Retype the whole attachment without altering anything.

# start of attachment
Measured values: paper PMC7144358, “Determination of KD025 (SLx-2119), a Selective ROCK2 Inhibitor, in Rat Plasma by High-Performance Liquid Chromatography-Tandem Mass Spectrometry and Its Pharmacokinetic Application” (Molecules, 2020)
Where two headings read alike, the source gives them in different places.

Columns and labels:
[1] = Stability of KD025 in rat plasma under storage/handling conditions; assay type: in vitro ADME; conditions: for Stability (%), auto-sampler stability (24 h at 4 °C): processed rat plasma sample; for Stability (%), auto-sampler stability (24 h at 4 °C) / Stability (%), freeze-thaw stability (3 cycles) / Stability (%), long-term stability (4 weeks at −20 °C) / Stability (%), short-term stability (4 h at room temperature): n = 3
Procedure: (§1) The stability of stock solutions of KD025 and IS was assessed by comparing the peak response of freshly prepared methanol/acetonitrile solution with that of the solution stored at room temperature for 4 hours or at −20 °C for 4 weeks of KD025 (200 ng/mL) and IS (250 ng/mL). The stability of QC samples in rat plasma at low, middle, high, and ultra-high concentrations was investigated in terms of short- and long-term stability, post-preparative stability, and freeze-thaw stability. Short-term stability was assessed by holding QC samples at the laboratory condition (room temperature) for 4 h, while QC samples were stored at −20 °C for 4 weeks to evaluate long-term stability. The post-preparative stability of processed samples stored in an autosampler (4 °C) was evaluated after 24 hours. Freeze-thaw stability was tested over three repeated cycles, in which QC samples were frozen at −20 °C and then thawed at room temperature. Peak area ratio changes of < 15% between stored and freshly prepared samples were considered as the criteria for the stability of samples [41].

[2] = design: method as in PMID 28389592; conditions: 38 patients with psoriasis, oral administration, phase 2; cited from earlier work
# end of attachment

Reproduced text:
Measured values: paper PMC7144358, “Determination of KD025 (SLx-2119), a Selective ROCK2 Inhibitor, in Rat Plasma by High-Performance Liquid Chromatography-Tandem Mass Spectrometry and Its Pharmacokinetic Application” (Molecules, 2020)
Where two headings read alike, the source gives them in different places.

Columns and labels:
[1] = Stability of KD025 in rat plasma under storage/handling conditions; assay type: in vitro ADME; conditions: for Stability (%), auto-sampler stability (24 h at 4 °C): processed rat plasma sample; for Stability (%), auto-sampler stability (24 h at 4 °C) / Stability (%), freeze-thaw stability (3 cycles) / Stability (%), long-term stability (4 weeks at −20 °C) / Stability (%), short-term stability (4 h at room temperature): n = 3
Procedure: (§1) The stability of stock solutions of KD025 and IS was assessed by comparing the peak response of freshly prepared methanol/acetonitrile solution with that of the solution stored at room temperature for 4 hours or at −20 °C for 4 weeks of KD025 (200 ng/mL) and IS (250 ng/mL). The stability of QC samples in rat plasma at low, middle, high, and ultra-high concentrations was investigated in terms of short- and long-term stability, post-preparative stability, and freeze-thaw stability. Short-term stability was assessed by holding QC samples at the laboratory condition (room temperature) for 4 h, while QC samples were stored at −20 °C for 4 weeks to evaluate long-term stability. The post-preparative stability of processed samples stored in an autosampler (4 °C) was evaluated after 24 hours. Freeze-thaw stability was tested over three repeated cycles, in which QC samples were frozen at −20 °C and then thawed at room temperature. Peak area ratio changes of < 15% between stored and freshly prepared samples were considered as the criteria for the stability of samples [41].

[2] = design: method as in PMID 28389592; conditions: 38 patients with psoriasis, oral administration, phase 2; cited from earlier work